The iconic Finnish goth-rock band HIM decided to call it quits earlier in 2017 and subsequently announced a farewell tour across North America and Europe to say goodbye to fans who’ve followed them along their 26-year trajectory. The final show in the US was played at The Manhattan Center- Hammerstein Ballroom in New York City on Friday, November 17; the perfect city to end the North America leg of their tour, which turned out a sold out crowd at the large theater.
Ville Valo and band, have been sticking it out in rock and metal since the early 90s, exuding a magnetic appeal with the crossover hits that were able to acquire pop-loving fans. Truth is very few bands have the qualities to crossover both borders and genres. With their debut, Greatest Lovesongs Vol. 666 (1997), HIM grounded themselves as a heavy metal band with distinct gothic influences. Lyrically, the album revolved around love, death and loss; subjects that would be consistent throughout their career. Darker and gothic aesthetics would become the bands signature and appeal, allowing them to acquire a greater fan base worldwide.
Later albums such as Razorblade Romance (2001) and Dark Light (2005) would move toward a more polished sound that would allow accessibility even from pop loving fans. “Right Here In My Arms” off of Razorblade Romance and “Wings of a Butterly” (releases as “Rip Out the Wings of a Butterfly”) off of Dark Light would go on to receive heavy airplay on MTV and its sister channel MTV 2 through the early 2000s.
The consistent content revolving around love, loss and heartbreak led them to call their genre “love metal”, a title no other band can ever duplicate or fit in as does HIM. Fittingly is their logo, the heartagram, which is a combination of a heart and the pentagram symbol. As explained by Valo, the heart represents the softer side of the band while the pentagram represents the bands heavier influences. Whether you are familiar with HIM’s music or not, you have surely seen the heartagram logo around as its been used heavily throughout media, even appearing on an episode of the popular TV series “Criminal Minds.”
For fans that have followed HIM, much of their music can present feelings of nostalgia, as their popular hits from the early 2000s were advertised heavily throughout TV, radio and even film. It is inevitable that HIM’s music would be such a staple to a particular phase in popular media.
Whether fans have followed the band throughout their latest albums or not, the memories and attachment to the band was enough to bring them all out to their final show.
The night was kicked off early with a change in schedule; 3Teeth took the stage at 7:15pm. Regardless of their displeasure with the set change, they continued to give an energetic show to the slowly crowding venue. From Los Angeles, the industrial metal band consists of Alexis Mincolla on vocals, Xavier Swafford on keyboards, Andrew Means on drums, and Chase Brawner on guitars. Although relatively new to the game (formed in 2013), 3Teeth have already been invited to join in support by heavyweights such as Tool and Rammstein. Their latest album <shutdown.exe> was released this year and is available for streaming via Spotify.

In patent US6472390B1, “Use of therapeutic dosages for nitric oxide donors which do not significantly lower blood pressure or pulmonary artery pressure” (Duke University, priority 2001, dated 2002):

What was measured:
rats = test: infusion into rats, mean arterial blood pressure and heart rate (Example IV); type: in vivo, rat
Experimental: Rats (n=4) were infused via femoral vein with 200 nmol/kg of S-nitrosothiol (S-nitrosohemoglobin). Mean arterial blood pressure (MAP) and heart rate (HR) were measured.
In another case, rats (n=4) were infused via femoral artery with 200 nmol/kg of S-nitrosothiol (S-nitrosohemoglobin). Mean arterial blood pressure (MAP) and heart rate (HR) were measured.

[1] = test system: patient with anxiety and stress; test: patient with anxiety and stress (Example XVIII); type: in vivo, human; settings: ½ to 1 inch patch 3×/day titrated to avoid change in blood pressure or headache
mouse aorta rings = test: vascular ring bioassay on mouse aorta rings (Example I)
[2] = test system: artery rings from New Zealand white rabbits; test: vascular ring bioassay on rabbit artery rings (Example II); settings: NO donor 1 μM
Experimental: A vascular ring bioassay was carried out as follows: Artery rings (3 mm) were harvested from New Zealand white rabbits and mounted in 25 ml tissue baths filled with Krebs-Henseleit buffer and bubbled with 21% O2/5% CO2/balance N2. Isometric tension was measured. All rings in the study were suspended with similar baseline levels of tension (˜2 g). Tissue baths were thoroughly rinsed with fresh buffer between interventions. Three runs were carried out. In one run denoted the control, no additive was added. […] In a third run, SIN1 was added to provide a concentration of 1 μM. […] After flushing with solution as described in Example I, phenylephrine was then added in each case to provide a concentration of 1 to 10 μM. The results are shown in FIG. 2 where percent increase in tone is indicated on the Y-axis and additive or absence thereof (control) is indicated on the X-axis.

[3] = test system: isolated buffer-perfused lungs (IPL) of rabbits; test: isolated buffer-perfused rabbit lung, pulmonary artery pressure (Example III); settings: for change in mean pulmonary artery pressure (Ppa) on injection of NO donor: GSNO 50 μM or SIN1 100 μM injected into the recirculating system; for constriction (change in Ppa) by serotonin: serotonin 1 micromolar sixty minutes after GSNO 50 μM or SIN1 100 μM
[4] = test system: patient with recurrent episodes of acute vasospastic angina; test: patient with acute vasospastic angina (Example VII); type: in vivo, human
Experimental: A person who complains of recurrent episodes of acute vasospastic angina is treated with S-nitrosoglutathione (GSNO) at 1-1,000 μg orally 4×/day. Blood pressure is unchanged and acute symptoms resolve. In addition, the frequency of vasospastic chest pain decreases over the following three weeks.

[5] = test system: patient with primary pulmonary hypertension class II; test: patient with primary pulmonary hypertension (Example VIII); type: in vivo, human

An interesting choice for lineup considering the drastic difference in genres, the night moved from an intense industrial metal opener to CKY, an alternative metal/skate punk band from West Chester, Pennsylvania. If the name doesn’t ring a bell, just take a listen to their hit “96 Quite Bitter Beings” and take a ride down memory lane. Its sure to bring you back to their early 2000s. Although unfair, it is the song the band is mostly remembered for. Used as a transitioning song for TV shows, and even film, the song is one of the most memorable of the decade. The theater was filled with fans who grew up on said music and so singing along was no problem for the audience. CKY’s latest album The Phoenix was released in mid June this year and is now available on Spotify.
The Manhattan Center was now at full capacity, just in time for HIM who took the stage at 9pm. Starting their set with “Buried Alive by Love”, the lights were placed on Ville as he got closer to his fans. Lights quickly dimmed out and remained darkened with specks of purple, dark pink and yellow throughout the night. The audience was seen enjoying themselves and indulging in both drugs and alcohol to take in the night. Ville and band, Mikko “Mige” Paananen (bass), Mikko “Linde” Lindström (guitars), Janne “Burton” Puurtinen (keyboards), Jukka “Kosmo” Kröger (drums) all sounded in sync and the band allowed for Valo to be the center of the stage.
Valo has for years struggled vocally due to smoking abuse, and while this night was not his best effort, it was enough for fans who simply took pleasure in admiring him on stage. A near two hour set included songs like “Your Sweet 666”, “Wings of a Butterfly”, their famous cover of Chris Isaak’s “Wicked Game” and “Killing Loneliness.” The progressive pop oriented tunes showed in the demographics of the audience, many of whom looked to have no real association to heavy metal music, but were easily drawn to the catchy, polished melodies in previously mentioned tracks.
The band would come out for an encore in which they performed Billy Idol’s classic “Rebel Yell” and “When Love and Death Embrace.” Opinions of the show ranged, but everyone in attendance was grateful to witness the farewell of one of the most successful and memorable rock bands in the US, of which so many have a close emotional connection to. All of HIM’s albums are available for free streaming on Spotify or for purchase via iTunes. HIM retires as one of the most successful bands in Finland having sold over ten million albums worldwide.